Zimbabwe: Opposition MDC suspends Morgan Tsvangirai

Morgan Tsvangirai at a press conference in Harare 25/03/2014 Morgan Tsvangirai, 62, has led the MDC for the last 15 years

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Zimbabwe's opposition Movement for Democratic Change says it is suspending its leader Morgan Tsvangirai, amid deepening divisions in its ranks.

A statement issued by the party after a meeting in Harare accused him of a "remarkable failure of leadership".

It also said he had deviated from the party's democratic founding principles.

Mr Tsvangirai lost a third election challenge to veteran President Robert Mugabe in 2013 and defied calls to stand down after this defeat.

The MDC leadership is reported to have been riven with in-fighting for months since then.

A BBC reporter in Zimbabwe says the MDC appears to be heading for a split that will only strengthen Mr Mugabe's hold on power.

Several other senior party figures were also reported to have been suspended at Saturday's meeting, and some suspended members to have been reinstated.

Tensions brewing

The MDC statement said the party had been "transformed into a fiefdom of the leader" under Mr Tsvangirai. It also accused him of sponsoring a culture of violence against MDC members not aligned with him.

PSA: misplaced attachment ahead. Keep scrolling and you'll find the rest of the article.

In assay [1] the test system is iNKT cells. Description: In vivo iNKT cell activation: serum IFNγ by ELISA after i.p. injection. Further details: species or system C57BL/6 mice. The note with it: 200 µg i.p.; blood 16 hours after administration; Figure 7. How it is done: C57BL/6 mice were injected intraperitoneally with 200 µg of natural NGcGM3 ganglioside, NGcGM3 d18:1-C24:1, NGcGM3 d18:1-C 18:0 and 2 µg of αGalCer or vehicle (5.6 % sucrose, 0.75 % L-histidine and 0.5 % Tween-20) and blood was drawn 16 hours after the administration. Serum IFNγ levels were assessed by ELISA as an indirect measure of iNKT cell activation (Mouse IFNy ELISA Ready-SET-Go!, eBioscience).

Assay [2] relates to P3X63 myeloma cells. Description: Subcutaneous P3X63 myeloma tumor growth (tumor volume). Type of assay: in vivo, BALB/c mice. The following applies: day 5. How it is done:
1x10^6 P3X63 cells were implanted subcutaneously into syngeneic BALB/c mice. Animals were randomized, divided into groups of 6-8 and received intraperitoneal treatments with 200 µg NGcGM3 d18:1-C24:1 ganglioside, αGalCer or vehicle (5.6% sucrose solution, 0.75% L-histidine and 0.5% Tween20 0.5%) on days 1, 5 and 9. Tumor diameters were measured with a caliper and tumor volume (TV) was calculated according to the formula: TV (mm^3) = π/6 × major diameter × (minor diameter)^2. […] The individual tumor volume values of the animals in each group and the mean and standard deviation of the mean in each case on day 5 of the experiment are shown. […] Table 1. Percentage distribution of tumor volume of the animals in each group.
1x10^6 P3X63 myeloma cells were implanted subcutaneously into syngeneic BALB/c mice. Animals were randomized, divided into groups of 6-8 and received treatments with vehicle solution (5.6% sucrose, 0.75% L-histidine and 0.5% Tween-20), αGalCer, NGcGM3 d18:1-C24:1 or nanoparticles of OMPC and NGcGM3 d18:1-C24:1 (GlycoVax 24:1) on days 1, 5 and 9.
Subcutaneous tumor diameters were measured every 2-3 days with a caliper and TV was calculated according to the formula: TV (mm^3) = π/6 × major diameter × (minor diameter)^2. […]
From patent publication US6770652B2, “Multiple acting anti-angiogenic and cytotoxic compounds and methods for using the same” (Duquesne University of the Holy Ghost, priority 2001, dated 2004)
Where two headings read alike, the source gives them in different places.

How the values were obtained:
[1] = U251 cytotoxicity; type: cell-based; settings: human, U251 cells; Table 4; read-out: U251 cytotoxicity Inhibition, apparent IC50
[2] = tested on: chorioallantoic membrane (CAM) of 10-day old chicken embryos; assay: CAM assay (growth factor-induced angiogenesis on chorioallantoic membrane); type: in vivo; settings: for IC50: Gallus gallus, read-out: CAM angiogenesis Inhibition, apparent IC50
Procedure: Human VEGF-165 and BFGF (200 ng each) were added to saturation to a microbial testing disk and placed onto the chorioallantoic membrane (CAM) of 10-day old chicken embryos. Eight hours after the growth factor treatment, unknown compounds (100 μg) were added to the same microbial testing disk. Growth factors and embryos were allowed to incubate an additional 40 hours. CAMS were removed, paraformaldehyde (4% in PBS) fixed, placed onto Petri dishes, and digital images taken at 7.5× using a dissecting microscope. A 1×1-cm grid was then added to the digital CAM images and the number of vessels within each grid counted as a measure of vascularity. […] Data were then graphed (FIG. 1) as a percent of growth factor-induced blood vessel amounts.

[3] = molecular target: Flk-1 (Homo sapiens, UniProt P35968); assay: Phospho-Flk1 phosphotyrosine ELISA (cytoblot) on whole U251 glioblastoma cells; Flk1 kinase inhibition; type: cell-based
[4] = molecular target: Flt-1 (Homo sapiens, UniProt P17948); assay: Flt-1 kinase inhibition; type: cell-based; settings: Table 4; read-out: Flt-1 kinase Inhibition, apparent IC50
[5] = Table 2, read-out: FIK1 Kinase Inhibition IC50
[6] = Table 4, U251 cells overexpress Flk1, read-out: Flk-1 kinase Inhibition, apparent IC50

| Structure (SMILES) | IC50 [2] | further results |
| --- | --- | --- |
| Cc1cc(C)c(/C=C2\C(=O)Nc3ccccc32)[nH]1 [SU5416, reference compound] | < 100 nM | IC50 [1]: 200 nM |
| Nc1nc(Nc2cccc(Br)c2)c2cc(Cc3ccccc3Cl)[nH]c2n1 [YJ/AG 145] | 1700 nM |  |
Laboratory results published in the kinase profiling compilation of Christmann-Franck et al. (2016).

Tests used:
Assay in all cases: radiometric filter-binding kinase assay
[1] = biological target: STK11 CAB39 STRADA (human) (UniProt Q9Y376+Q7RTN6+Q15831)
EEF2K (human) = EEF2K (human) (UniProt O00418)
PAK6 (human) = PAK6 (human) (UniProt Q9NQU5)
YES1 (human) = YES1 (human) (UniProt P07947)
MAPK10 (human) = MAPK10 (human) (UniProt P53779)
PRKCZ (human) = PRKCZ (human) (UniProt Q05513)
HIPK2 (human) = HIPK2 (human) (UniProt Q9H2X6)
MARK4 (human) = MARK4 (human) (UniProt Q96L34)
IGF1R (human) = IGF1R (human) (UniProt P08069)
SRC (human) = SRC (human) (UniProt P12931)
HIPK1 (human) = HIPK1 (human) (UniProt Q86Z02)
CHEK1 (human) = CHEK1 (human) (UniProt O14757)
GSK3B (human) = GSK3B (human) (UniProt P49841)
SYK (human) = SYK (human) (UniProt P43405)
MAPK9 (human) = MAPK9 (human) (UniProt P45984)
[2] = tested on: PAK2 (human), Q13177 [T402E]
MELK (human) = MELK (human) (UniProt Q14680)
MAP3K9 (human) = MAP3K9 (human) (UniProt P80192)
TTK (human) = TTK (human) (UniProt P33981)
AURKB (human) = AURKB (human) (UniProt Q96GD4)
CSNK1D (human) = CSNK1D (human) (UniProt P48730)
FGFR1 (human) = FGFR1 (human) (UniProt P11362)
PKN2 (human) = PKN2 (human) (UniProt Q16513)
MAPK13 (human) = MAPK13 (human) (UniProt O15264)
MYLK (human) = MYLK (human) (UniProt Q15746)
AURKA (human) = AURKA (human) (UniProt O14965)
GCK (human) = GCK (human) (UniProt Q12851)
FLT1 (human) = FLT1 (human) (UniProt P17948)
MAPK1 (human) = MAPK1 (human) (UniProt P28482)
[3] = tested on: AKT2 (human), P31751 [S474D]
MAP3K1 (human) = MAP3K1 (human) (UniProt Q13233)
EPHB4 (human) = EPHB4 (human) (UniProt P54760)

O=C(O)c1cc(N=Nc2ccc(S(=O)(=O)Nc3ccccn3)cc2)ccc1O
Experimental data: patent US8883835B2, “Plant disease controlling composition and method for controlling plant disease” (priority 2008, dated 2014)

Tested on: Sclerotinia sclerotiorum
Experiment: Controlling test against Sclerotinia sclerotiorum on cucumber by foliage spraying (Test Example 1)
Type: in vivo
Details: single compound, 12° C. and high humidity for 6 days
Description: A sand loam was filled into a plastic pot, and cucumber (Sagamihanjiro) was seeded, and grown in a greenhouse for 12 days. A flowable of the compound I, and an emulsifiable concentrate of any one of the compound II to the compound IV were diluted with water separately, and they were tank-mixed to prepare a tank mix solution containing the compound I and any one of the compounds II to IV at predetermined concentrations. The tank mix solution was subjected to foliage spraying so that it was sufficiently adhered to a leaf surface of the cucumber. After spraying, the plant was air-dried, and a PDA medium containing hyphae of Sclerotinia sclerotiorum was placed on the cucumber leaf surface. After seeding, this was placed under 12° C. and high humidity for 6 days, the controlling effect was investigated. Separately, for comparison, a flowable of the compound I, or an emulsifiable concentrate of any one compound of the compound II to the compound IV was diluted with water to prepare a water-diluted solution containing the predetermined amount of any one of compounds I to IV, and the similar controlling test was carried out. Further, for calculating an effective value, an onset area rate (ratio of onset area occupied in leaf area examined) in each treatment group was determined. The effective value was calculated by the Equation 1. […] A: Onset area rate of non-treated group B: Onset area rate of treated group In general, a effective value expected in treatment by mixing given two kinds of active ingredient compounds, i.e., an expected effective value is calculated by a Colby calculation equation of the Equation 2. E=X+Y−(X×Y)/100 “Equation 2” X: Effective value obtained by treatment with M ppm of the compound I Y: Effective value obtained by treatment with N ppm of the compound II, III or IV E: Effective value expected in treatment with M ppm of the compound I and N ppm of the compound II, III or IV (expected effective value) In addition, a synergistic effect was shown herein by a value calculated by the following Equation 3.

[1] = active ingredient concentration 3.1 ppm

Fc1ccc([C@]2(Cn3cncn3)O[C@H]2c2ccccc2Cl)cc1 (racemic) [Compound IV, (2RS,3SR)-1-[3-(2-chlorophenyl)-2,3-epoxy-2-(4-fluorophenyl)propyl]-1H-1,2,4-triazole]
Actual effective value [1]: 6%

MDC Secretary General Tendai Biti, who spoke to journalists after the meeting, said Mr Tsvangirai and some other senior officials had "betrayed" the MDC's struggle, AFP reported.

Start Quote

The party transformed into a fiefdom of the leader, where decision making, policy direction or lack thereof, have been monopolised and privatised”

End Quote MDC statement

But an MDC spokesperson, Douglas Mwonzora, maintained that Mr Tsvangirai remained the MDC's legitimate leader.

"This was not a national council meeting," he told AFP.

David Coltart, a founding member of the MDC, told the BBC that Mr Tsvangirai's suspension - although not unexpected - was a bad thing for democracy in Zimbabwe.

"I'm not surprised this has happened because tensions have been brewing for quite a long time.

"But I am concerned about this. What we need in the opposition is consolidation, not further splitting.

"Morgan Tsvangirai, for whatever can be levelled against him, remains a very popular figure and we really do need him as part of the overall democratic forces," Mr Coltart said.

From 2009-2013 Mr Tsvangirai served as prime minister in a fragile power-sharing government, with Mr Mugabe remaining Zimbabwe's president.

That unity government ended with the elections in July 2013.

Mr Mugabe's party won a huge majority in the vote, which Mr Tsvangirai dismissed as fraudulent.

His defeat was a major setback for a man who for many years posed the only credible challenge to President Mugabe.

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